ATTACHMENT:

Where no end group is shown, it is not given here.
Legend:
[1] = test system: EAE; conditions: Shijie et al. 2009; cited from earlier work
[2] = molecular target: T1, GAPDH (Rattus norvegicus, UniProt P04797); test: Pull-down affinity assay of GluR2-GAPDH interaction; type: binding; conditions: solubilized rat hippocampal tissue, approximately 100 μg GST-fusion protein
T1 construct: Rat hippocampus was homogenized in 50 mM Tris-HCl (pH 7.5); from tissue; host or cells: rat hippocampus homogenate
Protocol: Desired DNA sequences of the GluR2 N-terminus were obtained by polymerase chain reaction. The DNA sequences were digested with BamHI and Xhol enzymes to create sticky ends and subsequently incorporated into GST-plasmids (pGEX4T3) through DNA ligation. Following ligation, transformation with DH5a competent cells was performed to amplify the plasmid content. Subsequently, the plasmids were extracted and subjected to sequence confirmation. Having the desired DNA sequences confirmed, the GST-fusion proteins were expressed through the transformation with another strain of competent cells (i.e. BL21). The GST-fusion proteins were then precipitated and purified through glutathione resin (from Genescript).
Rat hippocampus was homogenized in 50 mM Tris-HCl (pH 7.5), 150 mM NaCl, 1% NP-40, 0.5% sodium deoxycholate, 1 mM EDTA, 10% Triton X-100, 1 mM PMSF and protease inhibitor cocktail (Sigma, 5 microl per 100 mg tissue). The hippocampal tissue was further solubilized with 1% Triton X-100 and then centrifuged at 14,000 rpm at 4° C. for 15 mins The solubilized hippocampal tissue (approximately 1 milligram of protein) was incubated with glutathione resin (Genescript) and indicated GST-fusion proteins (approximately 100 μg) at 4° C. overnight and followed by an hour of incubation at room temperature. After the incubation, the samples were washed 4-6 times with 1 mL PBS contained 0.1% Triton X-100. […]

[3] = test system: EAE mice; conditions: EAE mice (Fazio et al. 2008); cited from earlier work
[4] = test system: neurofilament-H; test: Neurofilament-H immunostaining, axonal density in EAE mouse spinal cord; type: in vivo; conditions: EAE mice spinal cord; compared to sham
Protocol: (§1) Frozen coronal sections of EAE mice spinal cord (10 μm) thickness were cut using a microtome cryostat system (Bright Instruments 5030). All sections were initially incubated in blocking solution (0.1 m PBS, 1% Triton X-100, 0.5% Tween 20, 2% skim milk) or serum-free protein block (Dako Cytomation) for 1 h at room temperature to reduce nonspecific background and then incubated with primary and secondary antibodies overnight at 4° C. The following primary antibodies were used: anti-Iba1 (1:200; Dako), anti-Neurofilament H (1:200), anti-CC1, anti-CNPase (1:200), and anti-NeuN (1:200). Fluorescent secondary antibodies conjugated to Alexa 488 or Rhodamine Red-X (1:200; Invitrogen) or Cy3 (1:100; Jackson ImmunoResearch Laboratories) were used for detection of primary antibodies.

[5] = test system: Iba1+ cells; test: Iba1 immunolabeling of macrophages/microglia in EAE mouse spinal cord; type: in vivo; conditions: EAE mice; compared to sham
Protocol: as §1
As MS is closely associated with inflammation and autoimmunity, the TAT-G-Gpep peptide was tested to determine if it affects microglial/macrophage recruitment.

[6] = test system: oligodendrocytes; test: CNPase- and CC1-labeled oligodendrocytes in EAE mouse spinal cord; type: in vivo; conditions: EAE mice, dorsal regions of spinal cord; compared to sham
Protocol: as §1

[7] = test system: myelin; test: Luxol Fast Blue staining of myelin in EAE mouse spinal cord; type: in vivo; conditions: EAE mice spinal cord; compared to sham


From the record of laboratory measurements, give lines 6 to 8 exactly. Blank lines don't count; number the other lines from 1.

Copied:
Protocol: Desired DNA sequences of the GluR2 N-terminus were obtained by polymerase chain reaction. The DNA sequences were digested with BamHI and Xhol enzymes to create sticky ends and subsequently incorporated into GST-plasmids (pGEX4T3) through DNA ligation. Following ligation, transformation with DH5a competent cells was performed to amplify the plasmid content. Subsequently, the plasmids were extracted and subjected to sequence confirmation. Having the desired DNA sequences confirmed, the GST-fusion proteins were expressed through the transformation with another strain of competent cells (i.e. BL21). The GST-fusion proteins were then precipitated and purified through glutathione resin (from Genescript).
Rat hippocampus was homogenized in 50 mM Tris-HCl (pH 7.5), 150 mM NaCl, 1% NP-40, 0.5% sodium deoxycholate, 1 mM EDTA, 10% Triton X-100, 1 mM PMSF and protease inhibitor cocktail (Sigma, 5 microl per 100 mg tissue). The hippocampal tissue was further solubilized with 1% Triton X-100 and then centrifuged at 14,000 rpm at 4° C. for 15 mins The solubilized hippocampal tissue (approximately 1 milligram of protein) was incubated with glutathione resin (Genescript) and indicated GST-fusion proteins (approximately 100 μg) at 4° C. overnight and followed by an hour of incubation at room temperature. After the incubation, the samples were washed 4-6 times with 1 mL PBS contained 0.1% Triton X-100. […]

[3] = test system: EAE mice; conditions: EAE mice (Fazio et al. 2008); cited from earlier work